Among the questions thus debated by Lambe's congregants was the suggestion, heretical to men such as Edwards, of "universal reconciliation," according to which everyone (or, at the very least, all Christian believers) would ultimately be saved, through the boundless love and grace of Jesus Christ.
Lambe was a close associate of Richard Overton, also a Baptist (and thus probably a member of Lambe's congregation), and a "Leveller," who ran an undreground printing operation from Bell Alley.
The Wren Library at Trinity College, Cambridge, holds one of very few surviving copies of Lambe's Treatise of Particular Predestination, printed by Overton, which argues that:
" ... the spirit of the Gospel, which holds forth Christ's giving himself, a ransom for all men [1 Tim, 6], a propitiation for the sinnes of the whole world [1 John, 2,2], and that he tasted death for every man [Heb.2.9], which is such a glorious truth, as without which first the Gospel of God's free grace cannot be preached to all men."
He goes on, in this pamphlet, to argue against the Calvinist notion (accepted by most Presbyterians and Independents, as well as by many less radical Baptists) that only some people have been chosen by God for salvation.
In 1641, as the battle lines were being drawn up between Charles I and Parliament, "Puritans" within the City of London (already, probably, in a small majority) staged an effective coup, replacing all, or nearly all, of the Anglicans and Royalists on the Common Council with Presbyterians and Independents whose loyalty was to Parliament. Isaac Pennington became the first in a line of "Puritan" Lord Mayors. The new administration quickly formed a "Committee of Safety," and took control of the "London Trained Bands." This militia, which had served for many years as a police and civil defence force, and as an informal fire brigade, would become the backbone of the Parliamentary Infantry, under the command of Philip Skippon, a Presbyterian who had served as a mercenary, on the Protestant side, in the Thirty Years War in Germany. If Thomas Lambe had ever served in the Trained Bands, it would have been in the 1620s, when he was first living in London. Although we do not know when he was born, his date of marriage suggests that, by the 1640s, he would probably have been considered too old for front-line military service.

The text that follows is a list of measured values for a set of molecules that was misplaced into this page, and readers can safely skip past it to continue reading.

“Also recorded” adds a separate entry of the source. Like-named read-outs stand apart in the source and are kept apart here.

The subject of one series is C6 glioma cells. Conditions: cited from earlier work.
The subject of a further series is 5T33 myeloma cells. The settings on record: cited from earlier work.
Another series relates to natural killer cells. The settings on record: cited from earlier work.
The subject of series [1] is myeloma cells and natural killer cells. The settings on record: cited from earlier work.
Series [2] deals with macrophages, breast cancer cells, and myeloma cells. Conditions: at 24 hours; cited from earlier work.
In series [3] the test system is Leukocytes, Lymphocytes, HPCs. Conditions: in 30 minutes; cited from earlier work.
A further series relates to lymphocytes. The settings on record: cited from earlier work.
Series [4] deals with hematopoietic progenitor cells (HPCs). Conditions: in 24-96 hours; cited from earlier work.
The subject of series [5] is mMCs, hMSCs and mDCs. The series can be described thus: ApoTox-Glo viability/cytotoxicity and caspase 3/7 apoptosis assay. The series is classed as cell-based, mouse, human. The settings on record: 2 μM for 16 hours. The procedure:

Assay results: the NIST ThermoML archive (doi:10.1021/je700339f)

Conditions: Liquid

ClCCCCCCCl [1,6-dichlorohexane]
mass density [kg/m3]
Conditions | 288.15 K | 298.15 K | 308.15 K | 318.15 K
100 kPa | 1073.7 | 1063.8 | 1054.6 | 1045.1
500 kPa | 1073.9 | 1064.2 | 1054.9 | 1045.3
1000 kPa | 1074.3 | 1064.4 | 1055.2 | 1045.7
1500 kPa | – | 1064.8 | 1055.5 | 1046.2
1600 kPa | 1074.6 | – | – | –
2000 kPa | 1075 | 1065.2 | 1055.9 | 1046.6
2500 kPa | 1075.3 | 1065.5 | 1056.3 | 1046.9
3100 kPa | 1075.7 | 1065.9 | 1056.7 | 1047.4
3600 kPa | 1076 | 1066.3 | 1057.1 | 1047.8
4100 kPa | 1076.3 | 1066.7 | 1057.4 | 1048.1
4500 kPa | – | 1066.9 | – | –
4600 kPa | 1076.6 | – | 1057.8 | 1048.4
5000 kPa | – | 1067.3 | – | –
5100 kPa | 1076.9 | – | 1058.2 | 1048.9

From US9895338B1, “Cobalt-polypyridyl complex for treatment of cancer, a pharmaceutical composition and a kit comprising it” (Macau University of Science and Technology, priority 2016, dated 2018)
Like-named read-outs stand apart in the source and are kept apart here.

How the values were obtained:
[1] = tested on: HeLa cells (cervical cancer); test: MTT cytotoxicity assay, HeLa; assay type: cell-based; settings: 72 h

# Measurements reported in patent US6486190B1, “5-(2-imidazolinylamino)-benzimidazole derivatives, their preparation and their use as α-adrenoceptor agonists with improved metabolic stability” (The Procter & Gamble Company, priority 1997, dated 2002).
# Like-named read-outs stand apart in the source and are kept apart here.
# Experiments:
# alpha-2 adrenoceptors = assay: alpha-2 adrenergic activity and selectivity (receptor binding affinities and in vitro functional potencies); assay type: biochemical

Whilst he probably played no active role in the civil wars themselves, he was certainly engaged in the attempt to define the new society that it was hoped would emerge from them. Together with his friends, the printer, Richard Overton; the cheese-monger, Thomas Prince; and other prominent Londoners, including John Lilburne; he was a member of the "Levellers," a movement which some have seen as England's first political party. Initially, in the 1640s, it was a loose alliance of men, who met to discuss political topics, in taverns including The Windmill and The Whalebone, both in Lothbury. One such discussion group was the "Robin Hood Club," and the association with the legendary outlaw was more than accidental. Later, members of these various discussion groups took to wearing a sea-green ribbon, as a means of identifying themselves.
A "Leveller" manifesto of 1649, signed by Lilburne, Prince, and Overton, sets out what they thought to be at stake: " ... an opportunity which, these 600 years, has been desired, but could never be obtained, of making this a truly happy and wholly free nation ... "
|A "Leveller" manifesto, 1647.|
The "Levellers" seem to have been a genuinely grass-roots movement, led by artisans and "mechanicks," rather than by intellectuals. Leaving aside John Milton's Areopagitica (1644), which many of these men might indeed have read, but the title of which probably meant little to them, radical tracts of the time, including "Leveller" pamphlets, do not draw their inspirations from the examples of either the Athenian Democracy, or the Roman Republic, nor do they make reference to the constitutional example of the Polish-Lithuanian Commonwealth. Instead, they draw on folk traditions of Anglo-Saxon resistance to Norman rule (seeing Charles Stuart as the successor of William the Conqueror), including the mythical example of Robin Hood, and the supposedly "consensual" or constitutional basis of rule by the Anglo-Saxon Kings, including Alfred the Great.